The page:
udevadm, and why you should stop what you're doing

Scott James Remnant scott at canonical.com
Thu Jan 22 21:06:48 GMT 2009

There's a bit of a meme going around that it's safe to call udevadm (or
its symlinks like udevtrigger/udevsettle) from package maintainer
scripts without worrying about it.

I'm afraid to tell you that it isn't.

Here's a quick guide to what is safe to call:

  I want to find out information about a device.

	udevadm info

	This is safe to call, and in recent releases
	returns all information; combining both the udevdb and the
	kernel uevent info.

	It's even better to use libudev if you're writing code ;-)

  I've built a module, and want to see if it's needed for anything on
  the system.


	*NOT* udevadm trigger.  I just filed a Critical bug against dkms
	for this.

	Just modprobe it.  If no devices are claimed, then the module
	will not be loaded and modprobe will return an exit code.  If
	devices are claimed, it'll return 0.

	You need to depend on module-init-tools, of course; because
	you're probably going to call things like depmod first

  I've installed udev rules and want udev to do something about it.

	udevadm trigger --action=change

	*and* Depend on udev (you can't udevadm when udev is

	The action argument is of utmost importance.  Without it, the
	kernel will tell udev to treat all devices as *NEW*.  This will
	have lots of side-effects you are probably not expecting.

	"change" is completely safe.  It tells udev just to refresh
	devices, and make sure everything's as it should be.

	(This solves the network manager double-interface bug, the "my
	 disk is corrupt until after reboot" bug, etc.)

  I've loaded a module, or called an ioctl(), or poked the kernel in
  some other way, and I want udev to finish processing it.

	udevadm settle

	*and* Depend on udev.

	There is no need for a trigger call; udevd is running, it'll get
	the uevents from the kernel anyway.  Trigger would just resend
	them (along with uevents for the entire rest of the system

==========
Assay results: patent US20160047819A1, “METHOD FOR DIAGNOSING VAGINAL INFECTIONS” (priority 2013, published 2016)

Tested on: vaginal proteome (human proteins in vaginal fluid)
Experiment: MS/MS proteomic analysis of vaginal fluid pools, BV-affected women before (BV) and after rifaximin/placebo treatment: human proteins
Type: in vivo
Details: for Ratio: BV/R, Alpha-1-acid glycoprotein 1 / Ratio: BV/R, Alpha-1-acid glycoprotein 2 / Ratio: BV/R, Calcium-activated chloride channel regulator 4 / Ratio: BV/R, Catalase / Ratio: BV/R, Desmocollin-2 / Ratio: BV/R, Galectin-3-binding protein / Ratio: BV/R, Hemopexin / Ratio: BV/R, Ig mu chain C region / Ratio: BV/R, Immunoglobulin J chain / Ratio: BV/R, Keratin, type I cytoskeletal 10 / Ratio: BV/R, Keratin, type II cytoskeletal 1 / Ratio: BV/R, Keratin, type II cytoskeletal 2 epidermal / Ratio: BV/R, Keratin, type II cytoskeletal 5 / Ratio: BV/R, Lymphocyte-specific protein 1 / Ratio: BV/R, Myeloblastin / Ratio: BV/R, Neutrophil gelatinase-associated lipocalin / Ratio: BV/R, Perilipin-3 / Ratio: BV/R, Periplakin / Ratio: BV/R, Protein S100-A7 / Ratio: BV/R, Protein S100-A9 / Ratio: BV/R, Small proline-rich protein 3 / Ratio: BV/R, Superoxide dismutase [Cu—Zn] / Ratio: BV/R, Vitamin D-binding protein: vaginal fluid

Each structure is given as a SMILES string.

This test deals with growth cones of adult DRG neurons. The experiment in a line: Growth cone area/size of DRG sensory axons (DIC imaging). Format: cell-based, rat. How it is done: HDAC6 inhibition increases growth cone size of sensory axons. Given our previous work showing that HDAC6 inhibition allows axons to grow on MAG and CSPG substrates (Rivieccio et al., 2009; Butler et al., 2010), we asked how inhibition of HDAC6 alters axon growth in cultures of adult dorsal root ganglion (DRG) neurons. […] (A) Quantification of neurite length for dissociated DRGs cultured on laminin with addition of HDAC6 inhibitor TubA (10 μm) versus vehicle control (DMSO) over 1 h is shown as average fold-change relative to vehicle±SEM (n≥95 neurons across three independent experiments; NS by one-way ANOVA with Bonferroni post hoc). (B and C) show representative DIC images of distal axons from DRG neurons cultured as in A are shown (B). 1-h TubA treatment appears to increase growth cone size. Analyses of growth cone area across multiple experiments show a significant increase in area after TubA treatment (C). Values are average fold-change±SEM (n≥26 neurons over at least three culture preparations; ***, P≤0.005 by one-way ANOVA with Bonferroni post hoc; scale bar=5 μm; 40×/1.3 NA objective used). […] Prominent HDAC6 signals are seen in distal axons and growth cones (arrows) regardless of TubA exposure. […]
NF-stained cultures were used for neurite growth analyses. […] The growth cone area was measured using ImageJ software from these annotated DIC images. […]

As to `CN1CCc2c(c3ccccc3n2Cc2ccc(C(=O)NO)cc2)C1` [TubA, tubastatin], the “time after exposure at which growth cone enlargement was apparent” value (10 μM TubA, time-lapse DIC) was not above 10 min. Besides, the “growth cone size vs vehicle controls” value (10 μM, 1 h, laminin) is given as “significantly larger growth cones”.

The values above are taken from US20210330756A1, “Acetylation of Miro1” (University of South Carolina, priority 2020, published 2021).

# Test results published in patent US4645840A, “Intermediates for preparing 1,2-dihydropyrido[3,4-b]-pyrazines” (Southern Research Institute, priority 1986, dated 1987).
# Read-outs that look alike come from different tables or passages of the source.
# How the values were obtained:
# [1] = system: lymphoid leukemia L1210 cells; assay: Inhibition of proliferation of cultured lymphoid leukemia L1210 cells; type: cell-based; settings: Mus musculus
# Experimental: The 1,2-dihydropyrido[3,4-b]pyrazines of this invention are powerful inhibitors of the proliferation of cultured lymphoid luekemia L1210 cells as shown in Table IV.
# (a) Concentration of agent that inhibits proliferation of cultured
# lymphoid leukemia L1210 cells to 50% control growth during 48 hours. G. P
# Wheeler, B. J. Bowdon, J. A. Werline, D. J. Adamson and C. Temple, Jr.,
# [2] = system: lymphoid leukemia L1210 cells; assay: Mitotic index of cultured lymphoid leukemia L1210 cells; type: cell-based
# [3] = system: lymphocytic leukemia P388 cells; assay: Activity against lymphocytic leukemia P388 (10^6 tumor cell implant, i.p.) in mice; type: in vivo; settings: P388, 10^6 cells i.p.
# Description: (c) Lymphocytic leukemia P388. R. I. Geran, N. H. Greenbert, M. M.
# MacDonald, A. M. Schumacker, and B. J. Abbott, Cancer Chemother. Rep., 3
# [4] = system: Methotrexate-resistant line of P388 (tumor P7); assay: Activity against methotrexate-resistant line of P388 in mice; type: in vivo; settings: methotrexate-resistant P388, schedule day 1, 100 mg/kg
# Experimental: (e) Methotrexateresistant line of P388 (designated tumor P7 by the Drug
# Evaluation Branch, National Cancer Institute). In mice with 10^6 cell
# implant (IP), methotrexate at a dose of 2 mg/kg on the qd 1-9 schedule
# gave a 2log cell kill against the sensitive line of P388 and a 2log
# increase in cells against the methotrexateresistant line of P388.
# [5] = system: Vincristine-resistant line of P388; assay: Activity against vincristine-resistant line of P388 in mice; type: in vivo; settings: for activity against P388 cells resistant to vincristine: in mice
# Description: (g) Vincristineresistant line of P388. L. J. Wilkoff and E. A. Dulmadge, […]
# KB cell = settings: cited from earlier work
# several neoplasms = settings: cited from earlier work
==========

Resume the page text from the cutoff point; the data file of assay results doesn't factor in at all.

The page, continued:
-which will have dangerous side-effects).

	settle waits for udevd to finish processing any uevents queued
	by the kernel when it is called.

	This allows you to ensure the device node is created, or any
	programs udev runs like vol_id are no longer running.

	There are conditions it does not wait for:

	- if you load a module for a bus, it won't wait for all devices
	  on that bus to show up -- it will only wait for the bus
	  to appear under /sys/bus 

	  there's no such things as "probe completion" for just about
	  any bus you can name, your software simply needs to deal with
	  the fact that devices may show up at any time

	- if you load a module containing a device driver, the driver
	  will claim all devices but the "class device" may not appear

	  e.g. loading a network card module doesn't mean that eth0 will

	  it means that the pci device is claimed and the driver
	  initialised; it may be calling out for firmware, or performing
	  asynchronous initialisation of some kind

	  the class device will show up later, or may not show up at all

Scott James Remnant
scott at canonical.com

-------------- next part --------------
A non-text attachment was scrubbed...
Name: not available
Type: application/pgp-signature
Size: 197 bytes
Desc: This is a digitally signed message part
Url : https://lists.ubuntu.com/archives/ubuntu-devel/attachments/20090122/2899ce30/attachment.pgp 

More information about the ubuntu-devel mailing list